Turn on thread page Beta
    • Thread Starter
    Offline

    0
    ReputationRep:
    Hi guys, I've just written an answer to the question; Outline the Theory of Planned Behaviour as a model for the prevention of addictive behaviour which is a 4 marker, and was just wondering if anyone could give any feedback/tips to see if i'm on the right track!

    Here is my answer:

    The Theory of Planned Behaviour (TPB) states; behavioural attitudes, subjective norms and perceived behavioural control, influence the intentions an individual has to engage in a particular behaviour. The theory then suggests that if the person’s intentions are clear, then the individual’s behavioural outcomes are predictable. As a result of this explanation, the theory of planned behaviour works as a preventative model by discussing ways in which the original intention can be changed – in order to prevent the addictive behaviour forming in the first place. As the model states, behavioural attitudes are formed from the beliefs about possible outcomes of the behaviour. It explains, that if an individual views smoking positively, i.e. they find it fun - they are more at risk of forming an addiction through acting on that belief, than an individual who negatively perceives smoking – as that individual would have no intention of smoking to begin with. Therefore the way in which the theory suggests to prevent addictive behaviour is to remove the positive attitudes towards acting on the intention. The model also states subjective norms help to form addictive behaviours, these are developed from the perception that ‘Everyone does it,’ allowing the individual to adopt the belief that it is normal to pursue the behaviour i.e. smoking, taking drugs. One way to reduce this perception is to expose people to the fact that most people do not have an addiction, which would then undermine the original attitude that “everyone does it” and hopefully change their subjective Norm, consequently reducing the intention to carry out addictive behaviours. The theory finally explains perceived behavioural control the individual has influences the forming of an addiction. This refers to essentially how easy or hard it is for the individual to refrain from smoking, drugs etc. Therefore explains the best way to prevent addiction is then to encourage will power of those individuals with a low perception of behavioural control, in order for them to reject intentions of picking up addictive habits.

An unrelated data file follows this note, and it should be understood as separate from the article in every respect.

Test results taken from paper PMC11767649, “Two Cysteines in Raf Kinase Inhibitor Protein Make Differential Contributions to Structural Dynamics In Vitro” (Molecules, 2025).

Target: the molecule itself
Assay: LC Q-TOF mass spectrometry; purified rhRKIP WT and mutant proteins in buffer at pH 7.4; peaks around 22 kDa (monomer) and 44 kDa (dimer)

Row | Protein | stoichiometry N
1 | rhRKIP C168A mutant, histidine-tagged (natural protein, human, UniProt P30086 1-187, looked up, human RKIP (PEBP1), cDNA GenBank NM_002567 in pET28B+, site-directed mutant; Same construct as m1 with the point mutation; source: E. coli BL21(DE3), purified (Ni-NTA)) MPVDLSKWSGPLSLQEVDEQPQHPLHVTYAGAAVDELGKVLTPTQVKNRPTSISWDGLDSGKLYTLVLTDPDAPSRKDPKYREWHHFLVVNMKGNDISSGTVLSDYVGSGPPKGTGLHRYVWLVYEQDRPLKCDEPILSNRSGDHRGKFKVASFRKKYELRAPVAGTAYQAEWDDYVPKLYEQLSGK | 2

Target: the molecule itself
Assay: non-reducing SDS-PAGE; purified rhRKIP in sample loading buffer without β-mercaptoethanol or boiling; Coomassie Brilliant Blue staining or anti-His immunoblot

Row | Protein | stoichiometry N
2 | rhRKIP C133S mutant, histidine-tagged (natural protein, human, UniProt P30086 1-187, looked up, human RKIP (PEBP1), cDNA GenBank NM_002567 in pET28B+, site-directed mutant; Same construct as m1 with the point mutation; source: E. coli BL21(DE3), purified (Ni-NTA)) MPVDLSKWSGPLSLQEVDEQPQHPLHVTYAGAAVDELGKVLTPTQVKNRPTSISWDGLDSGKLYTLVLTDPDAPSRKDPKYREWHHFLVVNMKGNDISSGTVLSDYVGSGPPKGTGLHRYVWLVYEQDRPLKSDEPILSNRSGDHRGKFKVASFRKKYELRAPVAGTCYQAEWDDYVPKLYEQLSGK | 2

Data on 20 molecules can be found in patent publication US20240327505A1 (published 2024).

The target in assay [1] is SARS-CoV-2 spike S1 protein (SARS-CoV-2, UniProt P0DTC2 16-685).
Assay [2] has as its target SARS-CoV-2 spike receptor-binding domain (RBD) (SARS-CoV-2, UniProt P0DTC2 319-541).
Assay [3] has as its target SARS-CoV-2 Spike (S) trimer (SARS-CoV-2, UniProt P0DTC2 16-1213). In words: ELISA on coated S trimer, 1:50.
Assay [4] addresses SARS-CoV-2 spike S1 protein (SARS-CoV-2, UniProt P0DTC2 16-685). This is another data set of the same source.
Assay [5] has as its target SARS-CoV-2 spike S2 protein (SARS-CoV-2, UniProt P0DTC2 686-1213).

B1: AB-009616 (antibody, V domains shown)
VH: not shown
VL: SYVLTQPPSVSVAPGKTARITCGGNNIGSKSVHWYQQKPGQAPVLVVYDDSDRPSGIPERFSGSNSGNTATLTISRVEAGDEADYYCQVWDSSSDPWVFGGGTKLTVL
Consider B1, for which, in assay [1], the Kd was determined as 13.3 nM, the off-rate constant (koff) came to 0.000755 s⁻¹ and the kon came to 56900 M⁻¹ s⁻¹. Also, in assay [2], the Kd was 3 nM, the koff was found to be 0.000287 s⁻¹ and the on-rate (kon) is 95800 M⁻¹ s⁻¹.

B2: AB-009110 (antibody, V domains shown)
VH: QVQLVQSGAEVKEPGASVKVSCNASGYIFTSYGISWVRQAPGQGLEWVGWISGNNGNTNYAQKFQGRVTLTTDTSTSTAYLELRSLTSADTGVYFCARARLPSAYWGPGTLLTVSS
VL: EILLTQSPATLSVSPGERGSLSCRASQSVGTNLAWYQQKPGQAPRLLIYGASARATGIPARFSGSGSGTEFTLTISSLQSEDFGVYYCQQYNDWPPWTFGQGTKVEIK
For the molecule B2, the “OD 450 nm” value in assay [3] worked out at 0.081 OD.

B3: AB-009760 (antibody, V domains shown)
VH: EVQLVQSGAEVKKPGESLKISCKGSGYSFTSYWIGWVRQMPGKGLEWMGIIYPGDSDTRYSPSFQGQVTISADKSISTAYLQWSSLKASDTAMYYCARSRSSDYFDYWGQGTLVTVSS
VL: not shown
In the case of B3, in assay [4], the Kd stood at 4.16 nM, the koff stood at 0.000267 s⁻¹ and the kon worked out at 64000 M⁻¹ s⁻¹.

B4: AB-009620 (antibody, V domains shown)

Offline

    3
    ReputationRep:
    (Original post by Alevel_geek)
    Hi guys, I've just written an answer to the question; Outline the Theory of Planned Behaviour as a model for the prevention of addictive behaviour which is a 4 marker, and was just wondering if anyone could give any feedback/tips to see if i'm on the right track!

    Here is my answer: